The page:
What makes a rock solid foundation for a loving, intimate relationship? As the title indicates, Mind Frames and Love Relationships is the topic of the upcoming workshop on Wed., June 20, from 1-3 at the Ashland Library (Guanajuato Room.) This is also the topic of this post. Whether you have attended the Mind Frames workshop before or not, I am sure you will find this article and workshop highly interesting. (The workshop is by donation.)
As many of you know, I have recently been teaching Mind Frames through the OLLI program at SOU. (OLLI stands for the Osher Lifelong Learning Institute, and SOU stands for Southern Oregon University.)
The Mind Frames students at OLLI requested extra time on the topic of Mind Frames and Love Relationships, and hence the upcoming workshop.
Teaching at OLLI was such a wonderful opportunity for me. It was delightful for me to teach these enthusiastic, wise students. Also, what a wonderful opportunity to further develop the materials and then place them in a much more comprehensive book!
Also, it was a great learning experience for me. Joe Timmreck gave me an even deeper understanding of Mind Frames: and one of the OLLI students gave me a very important descriptive word for the main goal of learning Mind Fames: that of tolerance. That one key word to me that is the main benefit of Mind Frames: learning tolerance: tolerance of each other’s differences, whether it’s with just a casual acquaintance, or with someone you are involved with in a long-term, love relationship.
Join me next Wed., then for an even deeper understanding of this and the main topic, Mind Frames and Love Relationships.
Enjoy the article below!
Marnie Hancock & Joe Timmreck.
As a general rule, we are attracted to people who either match our Native Mind Frame, including our native Mode; or in contrast, we are attracted to people who are the opposite of our Native Mind Frame and Mode. (Mind Frame opposites are easy to define: but by Mode opposite, we mean a different Mode from our Native one.)
Also, we generally have very little resistance to these different Mind Frames and Modes. It is almost as if it’s an attraction, in that we can see those qualities missing in ourselves, giving ourselves more completeness.
Whether this is actually true or not is incidental. A long-term relationship with someone who functions primarily from an opposite Mind Frame and Mode is usually the most difficult.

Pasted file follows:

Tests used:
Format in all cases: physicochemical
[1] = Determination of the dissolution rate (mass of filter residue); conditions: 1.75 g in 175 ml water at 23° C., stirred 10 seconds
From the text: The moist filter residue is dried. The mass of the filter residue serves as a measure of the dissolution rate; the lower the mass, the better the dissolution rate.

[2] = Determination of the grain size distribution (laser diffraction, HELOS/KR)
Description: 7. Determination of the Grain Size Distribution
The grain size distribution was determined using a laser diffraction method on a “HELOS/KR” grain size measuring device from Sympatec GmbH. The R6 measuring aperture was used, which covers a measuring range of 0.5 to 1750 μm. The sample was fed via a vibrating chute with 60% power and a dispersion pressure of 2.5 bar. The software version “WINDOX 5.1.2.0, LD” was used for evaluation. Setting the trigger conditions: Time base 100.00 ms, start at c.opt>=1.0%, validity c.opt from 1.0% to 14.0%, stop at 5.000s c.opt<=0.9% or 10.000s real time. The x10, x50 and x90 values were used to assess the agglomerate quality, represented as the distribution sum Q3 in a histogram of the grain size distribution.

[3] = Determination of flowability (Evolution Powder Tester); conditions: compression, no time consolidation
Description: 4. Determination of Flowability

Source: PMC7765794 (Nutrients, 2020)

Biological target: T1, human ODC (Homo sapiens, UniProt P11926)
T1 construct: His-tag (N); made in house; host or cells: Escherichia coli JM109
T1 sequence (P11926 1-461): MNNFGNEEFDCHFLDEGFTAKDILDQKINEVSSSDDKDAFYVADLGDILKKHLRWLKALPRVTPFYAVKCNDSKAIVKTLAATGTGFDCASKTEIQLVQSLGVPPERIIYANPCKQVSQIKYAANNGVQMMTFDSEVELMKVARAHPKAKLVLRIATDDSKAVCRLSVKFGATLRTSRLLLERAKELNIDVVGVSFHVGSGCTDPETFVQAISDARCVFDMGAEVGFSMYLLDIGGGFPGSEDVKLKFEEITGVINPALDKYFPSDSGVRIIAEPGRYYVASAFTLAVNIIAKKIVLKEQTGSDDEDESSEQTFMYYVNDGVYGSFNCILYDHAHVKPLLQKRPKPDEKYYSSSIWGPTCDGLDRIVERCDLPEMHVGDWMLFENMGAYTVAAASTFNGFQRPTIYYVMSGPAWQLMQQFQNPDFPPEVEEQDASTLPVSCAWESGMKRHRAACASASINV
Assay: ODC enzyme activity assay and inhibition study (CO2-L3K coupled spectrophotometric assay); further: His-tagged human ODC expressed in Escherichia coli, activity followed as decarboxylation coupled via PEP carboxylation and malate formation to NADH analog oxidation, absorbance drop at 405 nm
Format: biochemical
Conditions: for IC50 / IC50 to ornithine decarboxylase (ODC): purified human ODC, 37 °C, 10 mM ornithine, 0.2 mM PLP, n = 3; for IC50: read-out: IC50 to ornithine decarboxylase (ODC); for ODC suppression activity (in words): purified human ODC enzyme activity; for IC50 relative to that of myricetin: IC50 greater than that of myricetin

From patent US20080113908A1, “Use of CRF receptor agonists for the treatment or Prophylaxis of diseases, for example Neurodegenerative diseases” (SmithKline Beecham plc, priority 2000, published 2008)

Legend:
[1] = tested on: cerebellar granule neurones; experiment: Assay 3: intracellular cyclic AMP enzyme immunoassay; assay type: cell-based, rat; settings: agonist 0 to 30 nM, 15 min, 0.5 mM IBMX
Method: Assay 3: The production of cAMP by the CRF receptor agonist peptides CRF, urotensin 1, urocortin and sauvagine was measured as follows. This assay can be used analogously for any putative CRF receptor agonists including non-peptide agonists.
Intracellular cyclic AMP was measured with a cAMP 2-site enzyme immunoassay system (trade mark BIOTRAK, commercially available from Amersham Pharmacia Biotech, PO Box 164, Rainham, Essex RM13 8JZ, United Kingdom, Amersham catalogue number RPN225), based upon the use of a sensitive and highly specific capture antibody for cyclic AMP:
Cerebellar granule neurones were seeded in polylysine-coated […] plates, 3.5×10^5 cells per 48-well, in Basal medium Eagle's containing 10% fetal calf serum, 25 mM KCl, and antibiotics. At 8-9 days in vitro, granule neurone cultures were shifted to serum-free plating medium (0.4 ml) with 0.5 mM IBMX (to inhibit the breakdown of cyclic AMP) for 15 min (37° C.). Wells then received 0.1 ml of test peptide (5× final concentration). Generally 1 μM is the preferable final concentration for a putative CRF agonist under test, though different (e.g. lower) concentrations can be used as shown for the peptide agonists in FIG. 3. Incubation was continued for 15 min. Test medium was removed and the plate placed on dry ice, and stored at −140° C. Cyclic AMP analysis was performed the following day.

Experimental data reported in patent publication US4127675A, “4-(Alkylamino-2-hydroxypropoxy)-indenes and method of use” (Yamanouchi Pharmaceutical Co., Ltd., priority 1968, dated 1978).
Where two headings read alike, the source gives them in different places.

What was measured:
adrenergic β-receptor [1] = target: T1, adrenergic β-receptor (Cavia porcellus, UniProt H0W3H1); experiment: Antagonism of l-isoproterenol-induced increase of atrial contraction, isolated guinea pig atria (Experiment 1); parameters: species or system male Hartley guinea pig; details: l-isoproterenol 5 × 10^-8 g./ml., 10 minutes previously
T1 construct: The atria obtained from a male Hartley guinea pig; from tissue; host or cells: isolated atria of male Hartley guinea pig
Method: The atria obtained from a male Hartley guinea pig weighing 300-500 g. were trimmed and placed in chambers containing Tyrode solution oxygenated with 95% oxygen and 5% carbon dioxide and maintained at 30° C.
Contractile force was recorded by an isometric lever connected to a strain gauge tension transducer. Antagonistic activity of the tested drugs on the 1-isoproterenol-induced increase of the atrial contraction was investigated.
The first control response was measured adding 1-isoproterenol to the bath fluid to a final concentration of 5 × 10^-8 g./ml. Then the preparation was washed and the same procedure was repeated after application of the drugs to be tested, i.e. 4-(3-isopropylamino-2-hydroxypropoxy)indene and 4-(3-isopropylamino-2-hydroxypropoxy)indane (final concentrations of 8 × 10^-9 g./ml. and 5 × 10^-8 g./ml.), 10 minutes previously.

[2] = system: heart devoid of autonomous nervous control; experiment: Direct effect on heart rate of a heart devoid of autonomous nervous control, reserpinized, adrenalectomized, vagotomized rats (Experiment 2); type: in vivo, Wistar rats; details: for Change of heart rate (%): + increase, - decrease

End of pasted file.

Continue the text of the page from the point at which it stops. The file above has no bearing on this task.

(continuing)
Essentially, each of us tends to impose our own assumptions and expectations of behavior on the other partner based on our own Native Mind Frame and Native Mode.
With regard to pure Mind Frame dynamics, disregarding Modes for the moment, in a relationship where one of the individuals in the relationship is stuck in a Mind Frame, the other partner can be pulled into the stuck mode and become stuck there also; or, they can be thrown into trying to go into the correct Mind Frame (usually the opposite one) to complete the Mind Frame circuit for both. If this occurs, that partner will react in some fashion.
When anger is present in a relationship, this often indicates the partner who is angry is trying either to not get stuck in the stuck state of their partner, or he or she is trying to get out of their partner’s stuck state.
If the partner simply joins into the stuck state they may start to exhibit their partner’s stuck behavior patterns or they may become ill with that stuck Mind Frame’s illnesses. (Surprisingly, if a partner is ill in a relationship, it is usually the other partner who is stuck! What a great out! If you’re ill in a relationship, you can blame it on your partner!)
But all laughing aside, in a relationship between opposite Mind Frames and Modes, a great discord between the partners will occur over a length of time, as no one chooses to stubbornly stay stuck.
Successful, close, intimate and long-term relationships are usually those which have the highest number of matches in both Mind Frames and Modes. Essentially, the feeling of love occurs when these matches are very high.
While in most relationships Mind Frames matches are paramount over Modes, in intimate relationships, Modes become equally if not even more paramount, because over time the individuals involved in the relationship need to be able to communicate in a common Mode, in order to keep the energy and dynamics of the relationship moving forward.
Essentially, once in relationship, relationships last when the two people complete the full Mind Frame circuit (Right Internal, Left Internal, Left External and Right External.) This is what we would term, “a healthy relationship.”
Too, the “Mind Frames Dance” is somewhat of a two-step, in that while a person stays most of the time in their Native Mind Frame, the other Mind Frame the most natural for them is the opposite one. So this would be the best match in a relationship (a similar Native Mind Frame and its opposite, or visa versa .)
Relatedly, the most successful Mind Frame match is when if one partner gets stuck, the other partner is able to match them and then take them to the opposite Mind Frame. (For example, someone who worries too much—a stuck Left Internal—would be most successful in a relationship with someone who makes them laugh. In this way they are being pulled out of Left Internal stuck, and moved over to Right External.)
So, similarities are very important to a long-term, intimate relationship; but some differences are important too.
Ultimately, we are here to learn; hence the differences: but it is good if we can have some enjoyment while doing it; thus the need for similarities.
See, hear and hug you next Wed. at 1! Or, send me an email or give me a call. Marnie Hancock.